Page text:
You can also declare variables that include other variables in them (your binaries location is combined of your build location + Binaries for example).
So the visual way is at least comparable in feature set. Of course, you can modify, define and check for variables at runtime with the appropriate tasks.
Sub scripts and includes
in Ruby you can declare sub functions in the same script or in other scripts and just call them (by “include”ing them).
In FinalBuilder you can create “Action Lists” that look like tabs on the top of the build editor. You can also have tasks that invoke external build scripts. Action lists can also take in parameters (like functions) if you want, and use them in their work:
again, comparable, and reusable. although definitely more (actually, almost only) clicking (is that bad?)
Built in Tasks
This is where the visual stuff wins hands down, I believe. There are hundreds of built in, easily discoverable tasks in the FB IDE, which means I almost never have to write my own. In the four years I have used it, I can only recall a couple of times I had to create my own tasks. even then, there was always a way to do it differently if I wanted to.
Anything from file handling, Multi threaded tasks, text parting and Database manipulation to COM+, Active directory, obfuscators and installer tasks. it’s all there and easy to search for. With integrated help. Here is just the list of categories of tasks in FinalBuilder:
Rake has lots of stuff ,
Custom Tasks and extensibility
You can very easily create custom tasks for Rake. You just write them. With FB you have several routes:
- Create a custom visual task that has a designer and form and everything, using its own integrated Task Studio (you can program its logic in C#),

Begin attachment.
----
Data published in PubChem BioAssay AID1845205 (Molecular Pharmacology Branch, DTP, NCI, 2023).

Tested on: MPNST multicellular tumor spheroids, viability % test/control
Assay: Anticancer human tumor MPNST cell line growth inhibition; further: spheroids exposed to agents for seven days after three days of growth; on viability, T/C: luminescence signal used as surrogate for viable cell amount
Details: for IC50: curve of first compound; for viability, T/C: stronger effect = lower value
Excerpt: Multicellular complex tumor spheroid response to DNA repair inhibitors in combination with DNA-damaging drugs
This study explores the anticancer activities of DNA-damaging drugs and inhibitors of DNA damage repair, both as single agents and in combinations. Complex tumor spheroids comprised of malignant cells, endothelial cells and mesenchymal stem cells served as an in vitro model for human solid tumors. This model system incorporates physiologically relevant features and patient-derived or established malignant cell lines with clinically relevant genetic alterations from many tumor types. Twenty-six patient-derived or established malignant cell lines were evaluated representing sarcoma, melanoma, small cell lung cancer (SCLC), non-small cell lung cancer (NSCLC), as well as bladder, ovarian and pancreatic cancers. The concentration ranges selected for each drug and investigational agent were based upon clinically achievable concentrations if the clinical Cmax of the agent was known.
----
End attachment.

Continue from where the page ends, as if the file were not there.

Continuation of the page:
- Run command lines and create custom batch files of console applications.
Ruby has some edge on ease of extensibility (it is almost frictionless). It takes longer with FB, but you almost never need it.
You can easily debug Ruby scripts. FinalBuilder allows debugging as well by putting breakpoints on tasks and checking all variables and actions (plus watch windows for variables) when you break. Also, you can easily enabled and disable tasks that will run by simply checking and unchecking its checkbox:
I think they are comparable.
Compare and Merge
FinalBuilder saved to an XML File. it’s not great but it is somewhat mergeable. Ruby is very easy to merge. Assuming this is a frequent task (two people working on the build) Ruby will be much easier. However, I almost never need to do this since the build is usually handled by one person (or pair) at any time anyway.
It is easier to maintain something that is visual, where it is easy to find anything you are looking for. That is my feeling and I think the visual way is more maintainable than any Ruby or XML file.
Ah. FinalBuilder costs money. Ruby does not. One will cost you more than the other. I don’t think FinalBuilder is the costlier one in this regard.
So, who wins in my book?
I have not yet found a really compelling reason to move to a non visual build script. I would love to hear good reasons for doing that as I am obviously missing something. Let me know what it is in the comments.